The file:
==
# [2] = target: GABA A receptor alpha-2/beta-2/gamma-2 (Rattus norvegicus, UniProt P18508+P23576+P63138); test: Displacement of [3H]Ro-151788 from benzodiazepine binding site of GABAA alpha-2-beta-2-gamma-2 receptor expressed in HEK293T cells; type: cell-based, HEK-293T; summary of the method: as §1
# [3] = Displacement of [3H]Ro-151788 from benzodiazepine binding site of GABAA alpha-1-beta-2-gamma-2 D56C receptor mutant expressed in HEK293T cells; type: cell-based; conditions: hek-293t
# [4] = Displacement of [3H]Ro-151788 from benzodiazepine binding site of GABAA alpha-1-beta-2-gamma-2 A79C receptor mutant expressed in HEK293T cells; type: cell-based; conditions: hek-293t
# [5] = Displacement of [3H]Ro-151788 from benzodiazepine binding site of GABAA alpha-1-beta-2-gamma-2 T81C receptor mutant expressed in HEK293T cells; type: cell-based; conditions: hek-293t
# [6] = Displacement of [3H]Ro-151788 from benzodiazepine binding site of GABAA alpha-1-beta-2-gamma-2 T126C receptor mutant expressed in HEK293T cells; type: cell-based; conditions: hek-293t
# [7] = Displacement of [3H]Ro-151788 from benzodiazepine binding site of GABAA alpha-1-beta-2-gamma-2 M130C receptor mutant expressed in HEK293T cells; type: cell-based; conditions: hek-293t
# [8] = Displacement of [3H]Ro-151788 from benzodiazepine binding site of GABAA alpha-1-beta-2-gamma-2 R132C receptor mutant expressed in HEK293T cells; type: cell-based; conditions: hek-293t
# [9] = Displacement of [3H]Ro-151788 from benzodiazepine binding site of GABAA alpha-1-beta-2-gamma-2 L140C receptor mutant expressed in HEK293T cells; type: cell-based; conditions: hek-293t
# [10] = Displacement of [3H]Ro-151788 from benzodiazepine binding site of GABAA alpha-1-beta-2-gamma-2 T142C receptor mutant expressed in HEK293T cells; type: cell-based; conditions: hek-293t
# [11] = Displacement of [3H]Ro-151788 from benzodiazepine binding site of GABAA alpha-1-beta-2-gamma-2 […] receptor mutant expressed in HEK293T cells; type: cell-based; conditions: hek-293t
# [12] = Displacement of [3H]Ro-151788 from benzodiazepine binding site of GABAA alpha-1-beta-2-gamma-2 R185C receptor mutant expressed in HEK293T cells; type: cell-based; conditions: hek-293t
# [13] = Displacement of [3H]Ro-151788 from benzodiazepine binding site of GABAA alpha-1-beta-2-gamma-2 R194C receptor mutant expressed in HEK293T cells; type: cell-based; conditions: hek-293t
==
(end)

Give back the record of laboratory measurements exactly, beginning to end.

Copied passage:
# [2] = target: GABA A receptor alpha-2/beta-2/gamma-2 (Rattus norvegicus, UniProt P18508+P23576+P63138); test: Displacement of [3H]Ro-151788 from benzodiazepine binding site of GABAA alpha-2-beta-2-gamma-2 receptor expressed in HEK293T cells; type: cell-based, HEK-293T; summary of the method: as §1
# [3] = Displacement of [3H]Ro-151788 from benzodiazepine binding site of GABAA alpha-1-beta-2-gamma-2 D56C receptor mutant expressed in HEK293T cells; type: cell-based; conditions: hek-293t
# [4] = Displacement of [3H]Ro-151788 from benzodiazepine binding site of GABAA alpha-1-beta-2-gamma-2 A79C receptor mutant expressed in HEK293T cells; type: cell-based; conditions: hek-293t
# [5] = Displacement of [3H]Ro-151788 from benzodiazepine binding site of GABAA alpha-1-beta-2-gamma-2 T81C receptor mutant expressed in HEK293T cells; type: cell-based; conditions: hek-293t
# [6] = Displacement of [3H]Ro-151788 from benzodiazepine binding site of GABAA alpha-1-beta-2-gamma-2 T126C receptor mutant expressed in HEK293T cells; type: cell-based; conditions: hek-293t
# [7] = Displacement of [3H]Ro-151788 from benzodiazepine binding site of GABAA alpha-1-beta-2-gamma-2 M130C receptor mutant expressed in HEK293T cells; type: cell-based; conditions: hek-293t
# [8] = Displacement of [3H]Ro-151788 from benzodiazepine binding site of GABAA alpha-1-beta-2-gamma-2 R132C receptor mutant expressed in HEK293T cells; type: cell-based; conditions: hek-293t
# [9] = Displacement of [3H]Ro-151788 from benzodiazepine binding site of GABAA alpha-1-beta-2-gamma-2 L140C receptor mutant expressed in HEK293T cells; type: cell-based; conditions: hek-293t
# [10] = Displacement of [3H]Ro-151788 from benzodiazepine binding site of GABAA alpha-1-beta-2-gamma-2 T142C receptor mutant expressed in HEK293T cells; type: cell-based; conditions: hek-293t
# [11] = Displacement of [3H]Ro-151788 from benzodiazepine binding site of GABAA alpha-1-beta-2-gamma-2 […] receptor mutant expressed in HEK293T cells; type: cell-based; conditions: hek-293t
# [12] = Displacement of [3H]Ro-151788 from benzodiazepine binding site of GABAA alpha-1-beta-2-gamma-2 R185C receptor mutant expressed in HEK293T cells; type: cell-based; conditions: hek-293t
# [13] = Displacement of [3H]Ro-151788 from benzodiazepine binding site of GABAA alpha-1-beta-2-gamma-2 R194C receptor mutant expressed in HEK293T cells; type: cell-based; conditions: hek-293t